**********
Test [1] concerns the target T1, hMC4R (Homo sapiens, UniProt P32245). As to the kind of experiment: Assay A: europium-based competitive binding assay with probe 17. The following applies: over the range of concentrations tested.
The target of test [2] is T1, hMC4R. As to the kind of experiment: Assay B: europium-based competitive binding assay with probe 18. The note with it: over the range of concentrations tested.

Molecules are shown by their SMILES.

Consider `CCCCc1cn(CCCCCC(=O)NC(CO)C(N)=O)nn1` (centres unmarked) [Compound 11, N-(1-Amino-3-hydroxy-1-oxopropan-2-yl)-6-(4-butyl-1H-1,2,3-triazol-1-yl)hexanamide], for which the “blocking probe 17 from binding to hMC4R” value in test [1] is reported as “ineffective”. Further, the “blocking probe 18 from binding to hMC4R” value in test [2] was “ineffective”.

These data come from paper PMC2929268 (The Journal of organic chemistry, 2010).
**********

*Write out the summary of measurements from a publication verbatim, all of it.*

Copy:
Test [1] concerns the target T1, hMC4R (Homo sapiens, UniProt P32245). As to the kind of experiment: Assay A: europium-based competitive binding assay with probe 17. The following applies: over the range of concentrations tested.
The target of test [2] is T1, hMC4R. As to the kind of experiment: Assay B: europium-based competitive binding assay with probe 18. The note with it: over the range of concentrations tested.

Molecules are shown by their SMILES.

Consider `CCCCc1cn(CCCCCC(=O)NC(CO)C(N)=O)nn1` (centres unmarked) [Compound 11, N-(1-Amino-3-hydroxy-1-oxopropan-2-yl)-6-(4-butyl-1H-1,2,3-triazol-1-yl)hexanamide], for which the “blocking probe 17 from binding to hMC4R” value in test [1] is reported as “ineffective”. Further, the “blocking probe 18 from binding to hMC4R” value in test [2] was “ineffective”.

These data come from paper PMC2929268 (The Journal of organic chemistry, 2010).